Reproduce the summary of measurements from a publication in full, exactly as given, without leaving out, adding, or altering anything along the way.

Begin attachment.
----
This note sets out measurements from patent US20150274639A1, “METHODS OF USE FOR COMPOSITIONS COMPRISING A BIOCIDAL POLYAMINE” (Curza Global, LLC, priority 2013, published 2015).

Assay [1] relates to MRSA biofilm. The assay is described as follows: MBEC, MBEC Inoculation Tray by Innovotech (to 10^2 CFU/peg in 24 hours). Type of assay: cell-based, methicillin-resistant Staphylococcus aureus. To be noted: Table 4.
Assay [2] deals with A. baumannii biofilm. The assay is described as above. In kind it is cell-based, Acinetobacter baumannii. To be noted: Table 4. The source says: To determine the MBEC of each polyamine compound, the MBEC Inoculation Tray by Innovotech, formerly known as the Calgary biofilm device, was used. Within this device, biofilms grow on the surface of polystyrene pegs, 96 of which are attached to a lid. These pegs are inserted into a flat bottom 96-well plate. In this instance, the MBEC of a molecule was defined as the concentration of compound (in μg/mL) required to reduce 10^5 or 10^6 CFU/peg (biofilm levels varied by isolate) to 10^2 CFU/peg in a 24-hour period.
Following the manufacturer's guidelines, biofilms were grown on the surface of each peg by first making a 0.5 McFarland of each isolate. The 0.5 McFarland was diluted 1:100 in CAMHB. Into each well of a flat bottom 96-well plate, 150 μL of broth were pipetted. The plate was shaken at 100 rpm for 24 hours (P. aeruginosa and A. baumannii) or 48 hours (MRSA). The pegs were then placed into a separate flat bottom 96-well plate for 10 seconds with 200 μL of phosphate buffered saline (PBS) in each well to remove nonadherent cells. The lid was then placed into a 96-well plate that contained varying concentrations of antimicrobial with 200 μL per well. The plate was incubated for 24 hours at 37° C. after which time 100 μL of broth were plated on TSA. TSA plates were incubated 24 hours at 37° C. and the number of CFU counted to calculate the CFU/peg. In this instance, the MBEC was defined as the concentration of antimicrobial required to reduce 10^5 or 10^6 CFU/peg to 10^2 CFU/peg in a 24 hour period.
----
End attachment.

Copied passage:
This note sets out measurements from patent US20150274639A1, “METHODS OF USE FOR COMPOSITIONS COMPRISING A BIOCIDAL POLYAMINE” (Curza Global, LLC, priority 2013, published 2015).

Assay [1] relates to MRSA biofilm. The assay is described as follows: MBEC, MBEC Inoculation Tray by Innovotech (to 10^2 CFU/peg in 24 hours). Type of assay: cell-based, methicillin-resistant Staphylococcus aureus. To be noted: Table 4.
Assay [2] deals with A. baumannii biofilm. The assay is described as above. In kind it is cell-based, Acinetobacter baumannii. To be noted: Table 4. The source says: To determine the MBEC of each polyamine compound, the MBEC Inoculation Tray by Innovotech, formerly known as the Calgary biofilm device, was used. Within this device, biofilms grow on the surface of polystyrene pegs, 96 of which are attached to a lid. These pegs are inserted into a flat bottom 96-well plate. In this instance, the MBEC of a molecule was defined as the concentration of compound (in μg/mL) required to reduce 10^5 or 10^6 CFU/peg (biofilm levels varied by isolate) to 10^2 CFU/peg in a 24-hour period.
Following the manufacturer's guidelines, biofilms were grown on the surface of each peg by first making a 0.5 McFarland of each isolate. The 0.5 McFarland was diluted 1:100 in CAMHB. Into each well of a flat bottom 96-well plate, 150 μL of broth were pipetted. The plate was shaken at 100 rpm for 24 hours (P. aeruginosa and A. baumannii) or 48 hours (MRSA). The pegs were then placed into a separate flat bottom 96-well plate for 10 seconds with 200 μL of phosphate buffered saline (PBS) in each well to remove nonadherent cells. The lid was then placed into a 96-well plate that contained varying concentrations of antimicrobial with 200 μL per well. The plate was incubated for 24 hours at 37° C. after which time 100 μL of broth were plated on TSA. TSA plates were incubated 24 hours at 37° C. and the number of CFU counted to calculate the CFU/peg. In this instance, the MBEC was defined as the concentration of antimicrobial required to reduce 10^5 or 10^6 CFU/peg to 10^2 CFU/peg in a 24 hour period.